It has been largely agreed by researchers and professionals that, ‘assessment is vital to the education process’, (the Organisation for Economic Cooperation and Development, 2018). According to the OECD, introducing self – assessment to pupils promotes and encourages more active involvement from children towards their own learning. This idea is also discussed by Dylan Williams (2014), who suggests that self – assessment, ‘activates students as owners of their own learning’. Researchers have also suggested that formative assessment in the form of self – assessment can help teachers to highlight and focus on each child’s individual needs in order to implement effective teaching strategies for children to reach their full potential, (Williams, 2014). I decided to focus my practitioner enquiry on self – assessment in the form of traffic lights to encourage the children in my class to become more active in their learning which will hopefully promote further engagement and progress in learning.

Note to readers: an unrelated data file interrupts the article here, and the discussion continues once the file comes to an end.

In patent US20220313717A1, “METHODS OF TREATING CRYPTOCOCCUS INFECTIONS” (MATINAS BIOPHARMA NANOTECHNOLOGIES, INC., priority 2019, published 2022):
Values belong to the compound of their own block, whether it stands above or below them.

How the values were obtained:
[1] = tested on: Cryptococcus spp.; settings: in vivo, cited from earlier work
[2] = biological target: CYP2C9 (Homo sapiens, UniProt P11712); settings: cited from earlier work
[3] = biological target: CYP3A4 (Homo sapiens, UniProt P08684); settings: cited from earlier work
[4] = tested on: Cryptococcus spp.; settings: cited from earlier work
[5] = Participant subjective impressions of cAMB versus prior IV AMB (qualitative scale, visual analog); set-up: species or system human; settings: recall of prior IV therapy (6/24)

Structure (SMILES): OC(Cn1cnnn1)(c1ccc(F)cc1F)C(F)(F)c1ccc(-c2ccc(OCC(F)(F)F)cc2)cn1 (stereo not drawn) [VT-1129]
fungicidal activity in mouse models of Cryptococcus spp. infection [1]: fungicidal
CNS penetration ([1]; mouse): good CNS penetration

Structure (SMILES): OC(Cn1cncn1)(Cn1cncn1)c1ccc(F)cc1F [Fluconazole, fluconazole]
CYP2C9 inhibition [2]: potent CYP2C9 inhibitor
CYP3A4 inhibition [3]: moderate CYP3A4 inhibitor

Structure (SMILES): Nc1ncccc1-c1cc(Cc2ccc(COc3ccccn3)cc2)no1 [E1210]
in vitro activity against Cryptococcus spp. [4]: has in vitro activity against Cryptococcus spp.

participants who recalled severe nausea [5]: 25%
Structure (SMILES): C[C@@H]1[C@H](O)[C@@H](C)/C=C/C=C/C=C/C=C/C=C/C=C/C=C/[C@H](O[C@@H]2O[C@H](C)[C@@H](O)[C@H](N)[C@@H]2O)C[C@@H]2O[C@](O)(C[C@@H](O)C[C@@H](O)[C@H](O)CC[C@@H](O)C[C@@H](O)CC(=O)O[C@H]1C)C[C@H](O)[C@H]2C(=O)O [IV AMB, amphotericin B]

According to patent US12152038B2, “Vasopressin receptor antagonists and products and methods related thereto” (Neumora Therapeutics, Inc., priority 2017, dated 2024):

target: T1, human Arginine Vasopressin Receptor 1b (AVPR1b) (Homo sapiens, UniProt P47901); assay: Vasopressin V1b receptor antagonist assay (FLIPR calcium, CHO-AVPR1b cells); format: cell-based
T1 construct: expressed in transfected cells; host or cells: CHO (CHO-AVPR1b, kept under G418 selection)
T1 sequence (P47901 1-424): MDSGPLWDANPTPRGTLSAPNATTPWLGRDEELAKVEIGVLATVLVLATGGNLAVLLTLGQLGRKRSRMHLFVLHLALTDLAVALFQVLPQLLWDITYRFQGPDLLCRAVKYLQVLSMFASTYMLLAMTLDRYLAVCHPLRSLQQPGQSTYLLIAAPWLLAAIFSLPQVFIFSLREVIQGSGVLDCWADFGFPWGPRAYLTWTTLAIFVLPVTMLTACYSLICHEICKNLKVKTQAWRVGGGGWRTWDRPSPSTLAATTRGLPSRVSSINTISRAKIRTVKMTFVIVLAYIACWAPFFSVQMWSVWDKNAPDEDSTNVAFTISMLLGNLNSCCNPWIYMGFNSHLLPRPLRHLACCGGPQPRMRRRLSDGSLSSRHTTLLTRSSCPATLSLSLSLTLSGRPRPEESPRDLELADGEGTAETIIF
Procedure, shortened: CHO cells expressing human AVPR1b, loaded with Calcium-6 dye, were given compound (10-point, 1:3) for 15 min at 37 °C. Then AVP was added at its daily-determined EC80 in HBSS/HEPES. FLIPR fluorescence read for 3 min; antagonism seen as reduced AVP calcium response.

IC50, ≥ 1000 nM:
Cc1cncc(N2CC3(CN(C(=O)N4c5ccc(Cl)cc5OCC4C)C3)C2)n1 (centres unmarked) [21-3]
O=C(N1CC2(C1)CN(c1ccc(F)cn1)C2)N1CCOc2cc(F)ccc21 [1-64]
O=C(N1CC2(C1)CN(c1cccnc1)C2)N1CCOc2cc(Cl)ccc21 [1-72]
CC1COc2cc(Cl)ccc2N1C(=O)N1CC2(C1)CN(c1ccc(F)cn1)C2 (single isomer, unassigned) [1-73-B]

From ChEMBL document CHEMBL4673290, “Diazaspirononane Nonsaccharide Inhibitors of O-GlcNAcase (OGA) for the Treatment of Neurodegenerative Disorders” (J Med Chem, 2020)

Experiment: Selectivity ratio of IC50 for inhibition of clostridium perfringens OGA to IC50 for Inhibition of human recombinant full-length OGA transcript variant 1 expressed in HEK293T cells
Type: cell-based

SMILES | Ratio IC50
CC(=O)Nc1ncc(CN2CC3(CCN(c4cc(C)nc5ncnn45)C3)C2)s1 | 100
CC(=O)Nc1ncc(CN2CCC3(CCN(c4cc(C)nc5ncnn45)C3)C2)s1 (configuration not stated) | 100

The aim of this enquiry was to introduce a structured self – assessment strategy to measure the impact of self – assessment on pupil engagement and progress in their Taught Writing lessons. The enquiry was introduced to a class who were not as engaged in Taught Writing as they were in other aspects of literacy and therefore, little progress was being made. By introducing the traffic light self – assessment strategy to the class, it was hoped that the pupils would take more ownership of their learning, therefore encouraging engagement in learning which would hopefully promote the desired progress.